Welcome to Music Business Worldwide’s weekly round-up – where we make sure you caught the five biggest stories to hit our headlines over the past seven days. MBW’s round-up is supported by Centtrip, which helps over 500 of the world’s best-selling artists maximize their income and reduce their touring costs.
This week, UK-listed Hipgnosis Songs Fund (HSF) issued a proposal to its shareholders to sell 29 catalogs from its portfolio for USD $440 million to another Hipgnosis fund – the private, Blackstone-backed Hipgnosis Songs Capital (HSC).
Hipgnosis Songs Fund’s primary motivation for selling the 29 catalogs to HSC, according to an announcement to investors on Thursday (September 14), is that it will act “as a catalyst for a re-rating of [HSF’s] share price”.
Also this week, Paris-headquartered Believe applauded Deezer‘s new ‘artist-centric’ streaming model created in tandem with Universal Music Group, but questioned the model’s impact on “rising artists”.
Elsewhere, independent music distributor DistroKid acquired website hosting company Bandzoogle, which offers various e-commerce tools for musicians.
Plus, a family feud is playing out over the rights to the works of Motown songwriter and producer Ron Miller, while song royalties trading platform JKBX is now officially live.
Here’s what happened this week…
1) HIPGNOSIS’ BLACKSTONE FUND SET TO SPEND $440M BUYING 29 CATALOGS FROM HIPGNOSIS’ UK-LISTED FUND; COMPETITORS HAVE 40 DAYS TO TRY AND OUTBID ITS OFFER.
As predicted by MBW earlier this year, UK-listed Hipgnosis Songs Fund (HSF) has issued its shareholders a proposal to sell 29 catalogs from its portfolio for USD $440 million to another Hipgnosis fund – the private, Blackstone-backed Hipgnosis Songs Capital (HSC).
In an announcement to its investors this morning, Hipgnosis Songs Fund (aka HSF, aka SONG) makes no bones about one of its primary motivations for selling the 29 catalogs to HSC: That it will act “as a catalyst for a re-rating of [HSF’s] share price”.
If the proposed $440 million sale is completed, Hipgnosis Songs Fund says it would remain the owner of 81% of its existing portfolio by Fair Value, with an increased focus on older vintages.
Hipgnosis Songs Fund would retain ownership of seven of its ten largest catalogs post-the deal, says the company.
Hipgnosis Songs Fund has also proposed to its shareholders that it sell a second portfolio of catalogs – incorporating 20,000 ‘non-core’ songs – this time not to Hipgnosis Songs Capital, but to a third party on the private market.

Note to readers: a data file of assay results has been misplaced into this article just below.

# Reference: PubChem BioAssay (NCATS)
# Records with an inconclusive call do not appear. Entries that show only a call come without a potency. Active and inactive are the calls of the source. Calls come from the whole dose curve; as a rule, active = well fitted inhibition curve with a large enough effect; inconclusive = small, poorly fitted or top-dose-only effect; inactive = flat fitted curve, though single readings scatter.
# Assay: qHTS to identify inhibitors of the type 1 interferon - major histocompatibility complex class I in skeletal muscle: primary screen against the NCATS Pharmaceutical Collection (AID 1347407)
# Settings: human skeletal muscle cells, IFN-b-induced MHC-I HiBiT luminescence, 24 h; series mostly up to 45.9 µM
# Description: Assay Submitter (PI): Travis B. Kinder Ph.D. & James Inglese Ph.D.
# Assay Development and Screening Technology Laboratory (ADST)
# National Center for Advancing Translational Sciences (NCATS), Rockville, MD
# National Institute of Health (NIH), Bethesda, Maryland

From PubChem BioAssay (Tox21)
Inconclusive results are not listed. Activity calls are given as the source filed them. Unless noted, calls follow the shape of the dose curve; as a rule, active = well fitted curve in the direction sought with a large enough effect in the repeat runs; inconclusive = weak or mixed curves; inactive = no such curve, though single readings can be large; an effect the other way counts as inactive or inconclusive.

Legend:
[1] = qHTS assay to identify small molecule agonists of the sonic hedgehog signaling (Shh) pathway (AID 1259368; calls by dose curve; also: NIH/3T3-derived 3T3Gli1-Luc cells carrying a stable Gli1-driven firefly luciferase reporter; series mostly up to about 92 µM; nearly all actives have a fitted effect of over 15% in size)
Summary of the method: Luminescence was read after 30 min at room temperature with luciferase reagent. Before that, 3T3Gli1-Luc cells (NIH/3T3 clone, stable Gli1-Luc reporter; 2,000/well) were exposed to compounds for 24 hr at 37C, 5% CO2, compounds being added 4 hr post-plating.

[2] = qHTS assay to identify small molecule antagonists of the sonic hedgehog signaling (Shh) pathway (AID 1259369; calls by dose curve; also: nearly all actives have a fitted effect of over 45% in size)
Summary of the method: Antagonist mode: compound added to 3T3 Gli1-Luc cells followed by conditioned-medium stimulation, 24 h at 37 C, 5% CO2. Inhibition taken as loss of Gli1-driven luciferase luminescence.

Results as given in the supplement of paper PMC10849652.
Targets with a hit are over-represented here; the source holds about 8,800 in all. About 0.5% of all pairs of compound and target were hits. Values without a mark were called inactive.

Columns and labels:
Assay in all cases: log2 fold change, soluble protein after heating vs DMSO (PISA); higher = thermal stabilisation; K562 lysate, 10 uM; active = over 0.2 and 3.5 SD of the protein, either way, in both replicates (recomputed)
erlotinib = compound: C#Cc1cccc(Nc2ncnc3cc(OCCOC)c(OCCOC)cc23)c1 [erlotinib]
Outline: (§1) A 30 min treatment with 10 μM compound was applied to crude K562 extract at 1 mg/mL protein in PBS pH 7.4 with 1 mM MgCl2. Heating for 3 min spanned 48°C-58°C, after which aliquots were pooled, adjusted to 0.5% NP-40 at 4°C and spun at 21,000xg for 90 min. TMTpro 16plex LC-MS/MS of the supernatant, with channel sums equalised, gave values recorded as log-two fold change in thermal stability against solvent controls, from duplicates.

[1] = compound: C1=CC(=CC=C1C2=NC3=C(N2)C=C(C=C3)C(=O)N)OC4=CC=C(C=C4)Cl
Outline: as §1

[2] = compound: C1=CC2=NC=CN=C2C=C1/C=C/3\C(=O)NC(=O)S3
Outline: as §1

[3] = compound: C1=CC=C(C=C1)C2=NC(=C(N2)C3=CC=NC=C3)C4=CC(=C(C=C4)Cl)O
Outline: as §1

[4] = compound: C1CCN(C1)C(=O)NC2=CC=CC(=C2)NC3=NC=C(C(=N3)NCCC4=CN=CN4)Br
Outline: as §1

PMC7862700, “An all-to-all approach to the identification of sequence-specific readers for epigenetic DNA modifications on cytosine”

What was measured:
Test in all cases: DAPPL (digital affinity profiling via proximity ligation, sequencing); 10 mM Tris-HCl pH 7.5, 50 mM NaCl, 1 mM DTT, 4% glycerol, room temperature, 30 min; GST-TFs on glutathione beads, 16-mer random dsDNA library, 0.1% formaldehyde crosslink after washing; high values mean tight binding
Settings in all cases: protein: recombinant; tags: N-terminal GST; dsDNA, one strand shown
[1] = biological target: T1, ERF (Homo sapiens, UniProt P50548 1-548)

The proposed price for this transaction is USD $25 million, taking the full amount of catalog sales proposed by HSF this week to $465 million…
2) BELIEVE APPLAUDS DEEZER’S ACTION ON ‘NOISE’ – BUT QUESTIONS NEW ‘ARTIST-CENTRIC’ ROYALTY MODEL’S IMPACT ON ‘RISING ARTISTS’
Last week, Deezer announced the launch of a new ‘artist-centric’ streaming model, created in tandem with Universal Music Group. The model is designed, according to Deezer, “to better reward the artists, and the music that fans value the most”.
On Monday (September 11), Believe – like Deezer, a Paris-headquartered company – issued its response to the news.
Believe expressed some applause for the model – but also expressed some concerns…
Independent music distributor DistroKid has acquired website hosting company Bandzoogle.
Bandzoogle offers various e-commerce tools allowing musicians to market and sell products directly to their fanbases.
According to DistroKid, the Bandzoogle acquisition means that artists will now be able to power digital, physical and on-demand merch and music sales all “within the DistroKid ecosystem…”
4) JKBX GOES LIVE, FEATURING LISTINGS TO RESERVE SHARES IN ROYALTIES FROM HITS BY BEYONCÉ, ED SHEERAN AND MORE SUPERSTARS
Song royalties trading platform JKBX is officially live.
The platform’s arrival in the music business has been talked about a lot this year, with the company announcing in a press release last month that it is aiming to “become a transformative force in music and investing”.
The JKBX platform, co-founded by CEO Scott Cohen, (co-founder of The Orchard and formerly Chief Innovation Officer at Warner Music Group), will offer its users the ability to invest in Royalty Shares for compositions and sound recordings of hit songs….
A dramatic family feud is playing out over the rights to the works of Motown songwriter and producer Ron Miller – with a music industry publishing giant caught in the middle.
Miller, known best for co-writing For Once In My Life – a track that became a Hot 100 hit for Tony Bennett, a No.2 hit for Stevie Wonder, and was also recorded by Diana Ross, Frank Sinatra, The Temptations and others – died in 2007, but his heirs have become embroiled in a complicated dispute over his royalties.
Now two of Lisa Miller’s half-siblings, also children of Ron Miller, allege that she gained control over those copyrights by illegitimate means, and have gone to court over the matter.